How a ‘Brexit’ could cost U.K. £100 billion and a million jobs
A British exit from the European Union could cost the U.K. a billion pounds ($1.44 billion) and almost a million jobs by 2020, an influential business group has warned
A so-called Brexit would cause a “serious shock,” triggering “significant economic and political uncertainty” in the short term, the Confederation of British Industry said in a PWC report released Monday. It would leave “negative echoes” that could last for many years, the lobbying organization predicted.
“By 2020, the overall cost to the economy could be as much as £100 billion and 950,000 jobs. Household income in 2020 could be up to £3,700 lower than it would otherwise have been,” said CBI Director-General Carolyn Fairbairn in the report, which was commissioned by the CBI itself.
“The economy would slowly recover over time, but never quite tracks back to where it would have been. Leaving the EU would mean a smaller economy in 2030,” she added.
British voters will take part in an in/out referendum on EU membership on June 23, and right now, polls show an extremely tight race between the “leave” and “remain” groups. A poll last week gave the leave campaign a small lead, raising concerns among several business groups that the U.K. will lose its close ties with mainland Europe. The EU is the U.K.’s biggest trading partner, and a exit would mean the British government would have to renegotiate trade deals in the region.
The CBI report looks at the economic impacts of a Brexit under two possible trade scenarios:
1. The U.K. reaches a Free Trade Agreement (FTA) with the union and can sell goods to the region without paying extra tariffs.
2. Negotiations prove more difficult and prolonged, leaving the U.K. bound to trade with the EU under the World Trade Organization’s (WTO) rules. This would mean Britain could no longer enjoy tariff-free trade.
“In both cases, the largest short-term impact on the economy is felt through the additional uncertainty that would result from a U.K. vote to leave,” the report said.
“By 2030, this post-exit uncertainty should be resolved, but we estimate that the net longer term impact of other changes related to EU exit could result in total U.K. GDP in 2030 being between 1.2% and 3.5% lower in our two exit scenarios than if the U.K. remains in the EU.”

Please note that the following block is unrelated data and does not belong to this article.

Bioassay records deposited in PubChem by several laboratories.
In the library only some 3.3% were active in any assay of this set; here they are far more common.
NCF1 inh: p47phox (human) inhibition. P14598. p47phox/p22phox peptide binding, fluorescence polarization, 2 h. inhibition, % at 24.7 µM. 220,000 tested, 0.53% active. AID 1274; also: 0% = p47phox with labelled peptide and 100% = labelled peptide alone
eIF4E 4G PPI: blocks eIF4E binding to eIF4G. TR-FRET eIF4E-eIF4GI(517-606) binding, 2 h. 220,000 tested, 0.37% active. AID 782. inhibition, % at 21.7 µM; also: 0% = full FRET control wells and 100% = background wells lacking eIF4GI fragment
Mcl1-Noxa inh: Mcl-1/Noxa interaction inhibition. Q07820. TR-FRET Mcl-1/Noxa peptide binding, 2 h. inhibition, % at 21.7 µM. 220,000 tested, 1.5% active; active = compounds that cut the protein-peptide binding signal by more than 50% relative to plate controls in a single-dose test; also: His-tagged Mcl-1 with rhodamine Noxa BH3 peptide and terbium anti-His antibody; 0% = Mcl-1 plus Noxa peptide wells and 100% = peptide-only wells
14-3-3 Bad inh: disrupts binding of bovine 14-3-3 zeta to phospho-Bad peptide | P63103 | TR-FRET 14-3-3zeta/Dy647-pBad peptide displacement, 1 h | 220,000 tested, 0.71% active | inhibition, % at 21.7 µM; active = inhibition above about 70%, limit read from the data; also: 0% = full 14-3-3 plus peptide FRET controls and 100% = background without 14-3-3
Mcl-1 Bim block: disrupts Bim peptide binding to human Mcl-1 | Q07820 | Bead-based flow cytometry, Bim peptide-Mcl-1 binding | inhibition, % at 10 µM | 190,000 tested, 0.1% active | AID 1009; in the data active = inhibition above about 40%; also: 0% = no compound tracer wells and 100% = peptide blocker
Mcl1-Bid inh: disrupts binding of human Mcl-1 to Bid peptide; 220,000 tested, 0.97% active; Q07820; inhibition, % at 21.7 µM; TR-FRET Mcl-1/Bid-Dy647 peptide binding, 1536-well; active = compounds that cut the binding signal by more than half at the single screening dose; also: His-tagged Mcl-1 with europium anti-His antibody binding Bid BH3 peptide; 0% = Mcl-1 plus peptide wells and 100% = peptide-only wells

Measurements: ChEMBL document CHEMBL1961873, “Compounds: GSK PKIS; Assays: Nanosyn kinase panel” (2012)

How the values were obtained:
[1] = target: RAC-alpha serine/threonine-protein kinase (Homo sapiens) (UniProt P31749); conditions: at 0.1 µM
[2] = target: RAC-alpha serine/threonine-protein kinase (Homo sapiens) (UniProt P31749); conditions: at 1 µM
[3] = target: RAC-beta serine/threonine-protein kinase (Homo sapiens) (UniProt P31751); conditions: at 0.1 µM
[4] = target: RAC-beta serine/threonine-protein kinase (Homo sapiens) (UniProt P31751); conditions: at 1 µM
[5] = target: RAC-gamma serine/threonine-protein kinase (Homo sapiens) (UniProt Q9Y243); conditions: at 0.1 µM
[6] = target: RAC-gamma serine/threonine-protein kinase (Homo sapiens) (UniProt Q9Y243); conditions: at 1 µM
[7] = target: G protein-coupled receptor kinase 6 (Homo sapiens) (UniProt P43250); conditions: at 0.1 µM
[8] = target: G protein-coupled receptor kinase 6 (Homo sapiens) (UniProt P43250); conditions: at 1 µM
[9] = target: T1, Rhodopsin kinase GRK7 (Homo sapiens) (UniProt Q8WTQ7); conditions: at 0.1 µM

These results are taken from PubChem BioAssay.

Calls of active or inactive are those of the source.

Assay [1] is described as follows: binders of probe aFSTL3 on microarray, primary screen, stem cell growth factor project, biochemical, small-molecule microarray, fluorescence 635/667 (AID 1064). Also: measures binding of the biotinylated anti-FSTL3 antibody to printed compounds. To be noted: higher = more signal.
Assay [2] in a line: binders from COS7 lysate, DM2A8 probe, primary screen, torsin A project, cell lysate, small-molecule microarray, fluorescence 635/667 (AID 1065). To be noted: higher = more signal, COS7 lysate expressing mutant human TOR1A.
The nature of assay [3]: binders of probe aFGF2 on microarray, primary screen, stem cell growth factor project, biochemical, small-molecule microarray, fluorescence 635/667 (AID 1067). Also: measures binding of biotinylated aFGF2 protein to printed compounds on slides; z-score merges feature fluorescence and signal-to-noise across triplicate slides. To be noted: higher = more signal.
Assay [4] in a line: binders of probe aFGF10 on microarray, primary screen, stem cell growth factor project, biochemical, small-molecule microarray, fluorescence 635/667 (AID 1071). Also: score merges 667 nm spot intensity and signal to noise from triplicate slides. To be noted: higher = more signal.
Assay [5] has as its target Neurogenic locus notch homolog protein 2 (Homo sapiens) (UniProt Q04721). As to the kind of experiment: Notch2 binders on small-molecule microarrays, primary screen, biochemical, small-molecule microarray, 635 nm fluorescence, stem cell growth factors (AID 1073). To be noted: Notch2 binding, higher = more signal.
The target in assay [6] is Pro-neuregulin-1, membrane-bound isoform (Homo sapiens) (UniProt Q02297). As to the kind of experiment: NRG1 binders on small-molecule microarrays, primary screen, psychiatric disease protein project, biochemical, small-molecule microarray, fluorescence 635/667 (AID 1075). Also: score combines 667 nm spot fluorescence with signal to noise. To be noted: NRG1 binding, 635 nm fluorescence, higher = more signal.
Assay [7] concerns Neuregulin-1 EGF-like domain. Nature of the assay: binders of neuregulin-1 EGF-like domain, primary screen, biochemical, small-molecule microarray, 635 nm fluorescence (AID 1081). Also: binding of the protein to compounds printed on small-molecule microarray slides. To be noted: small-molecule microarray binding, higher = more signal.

Employment would also take a hit in the years after a Brexit, the report forecast. In the first three to four years following a departure, the unemployment rate could jump to 8%, compared with 5% under the stay-in scenario, it said.
Significant numbers of British voters have grown increasingly discontented with the EU in recent years, driven in part by the migration crisis in Europe and frustration over a perceived loss of sovereignty to Brussels. The main Brexit campaign group, “Vote Leave,” argues the U.K. has lost control over vital policies and would be better off not sending £350 million every week in financial contributions to the union.
Vote Leave chief executive Matthew Elliott criticized the CBI for using “deeply pessimistic” assumptions in its report and said the U.K. economy would continue to expand after an exit.
“The EU-funded CBI are desperate to recreate the same scare stories they spread when they urged Britain to scrap the pound and join the euro. They were wrong then and they are wrong now,” he said in a statement posted online in response to the report.
The uncertainty in the run-up to the referendum has weighed on U.K. financial markets, particularly the pound. Sterling has dropped 2.3% against the dollar GBPUSD, -0.6494% since the start of the year and is down 5.8% against the euro EURUSD, -0.0355%